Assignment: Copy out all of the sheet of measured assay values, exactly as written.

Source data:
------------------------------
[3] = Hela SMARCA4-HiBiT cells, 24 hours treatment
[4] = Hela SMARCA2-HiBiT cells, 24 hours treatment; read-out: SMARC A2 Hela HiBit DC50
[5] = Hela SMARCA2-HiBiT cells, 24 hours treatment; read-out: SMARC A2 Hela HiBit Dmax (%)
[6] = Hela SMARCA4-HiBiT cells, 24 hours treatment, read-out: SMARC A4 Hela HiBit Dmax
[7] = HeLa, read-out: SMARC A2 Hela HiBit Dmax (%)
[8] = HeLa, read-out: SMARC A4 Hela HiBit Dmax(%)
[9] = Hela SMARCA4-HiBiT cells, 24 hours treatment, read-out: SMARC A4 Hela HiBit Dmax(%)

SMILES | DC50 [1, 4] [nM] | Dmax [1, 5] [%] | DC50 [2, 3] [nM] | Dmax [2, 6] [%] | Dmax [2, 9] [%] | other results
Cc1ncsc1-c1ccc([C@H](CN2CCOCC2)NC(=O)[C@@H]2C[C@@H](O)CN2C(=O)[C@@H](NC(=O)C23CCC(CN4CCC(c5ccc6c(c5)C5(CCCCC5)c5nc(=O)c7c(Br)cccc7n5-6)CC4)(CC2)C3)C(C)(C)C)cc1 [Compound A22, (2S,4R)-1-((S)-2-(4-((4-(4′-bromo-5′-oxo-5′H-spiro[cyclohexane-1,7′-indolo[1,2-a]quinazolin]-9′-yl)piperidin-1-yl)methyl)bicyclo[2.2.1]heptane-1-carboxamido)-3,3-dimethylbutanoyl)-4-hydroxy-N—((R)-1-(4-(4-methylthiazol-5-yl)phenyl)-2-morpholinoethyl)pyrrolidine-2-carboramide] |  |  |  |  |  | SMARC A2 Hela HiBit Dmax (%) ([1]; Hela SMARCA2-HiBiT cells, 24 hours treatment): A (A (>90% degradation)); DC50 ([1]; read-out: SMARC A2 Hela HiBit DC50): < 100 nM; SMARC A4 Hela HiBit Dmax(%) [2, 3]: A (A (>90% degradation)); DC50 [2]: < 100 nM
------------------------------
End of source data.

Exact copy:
[3] = Hela SMARCA4-HiBiT cells, 24 hours treatment
[4] = Hela SMARCA2-HiBiT cells, 24 hours treatment; read-out: SMARC A2 Hela HiBit DC50
[5] = Hela SMARCA2-HiBiT cells, 24 hours treatment; read-out: SMARC A2 Hela HiBit Dmax (%)
[6] = Hela SMARCA4-HiBiT cells, 24 hours treatment, read-out: SMARC A4 Hela HiBit Dmax
[7] = HeLa, read-out: SMARC A2 Hela HiBit Dmax (%)
[8] = HeLa, read-out: SMARC A4 Hela HiBit Dmax(%)
[9] = Hela SMARCA4-HiBiT cells, 24 hours treatment, read-out: SMARC A4 Hela HiBit Dmax(%)

SMILES | DC50 [1, 4] [nM] | Dmax [1, 5] [%] | DC50 [2, 3] [nM] | Dmax [2, 6] [%] | Dmax [2, 9] [%] | other results
Cc1ncsc1-c1ccc([C@H](CN2CCOCC2)NC(=O)[C@@H]2C[C@@H](O)CN2C(=O)[C@@H](NC(=O)C23CCC(CN4CCC(c5ccc6c(c5)C5(CCCCC5)c5nc(=O)c7c(Br)cccc7n5-6)CC4)(CC2)C3)C(C)(C)C)cc1 [Compound A22, (2S,4R)-1-((S)-2-(4-((4-(4′-bromo-5′-oxo-5′H-spiro[cyclohexane-1,7′-indolo[1,2-a]quinazolin]-9′-yl)piperidin-1-yl)methyl)bicyclo[2.2.1]heptane-1-carboxamido)-3,3-dimethylbutanoyl)-4-hydroxy-N—((R)-1-(4-(4-methylthiazol-5-yl)phenyl)-2-morpholinoethyl)pyrrolidine-2-carboramide] |  |  |  |  |  | SMARC A2 Hela HiBit Dmax (%) ([1]; Hela SMARCA2-HiBiT cells, 24 hours treatment): A (A (>90% degradation)); DC50 ([1]; read-out: SMARC A2 Hela HiBit DC50): < 100 nM; SMARC A4 Hela HiBit Dmax(%) [2, 3]: A (A (>90% degradation)); DC50 [2]: < 100 nM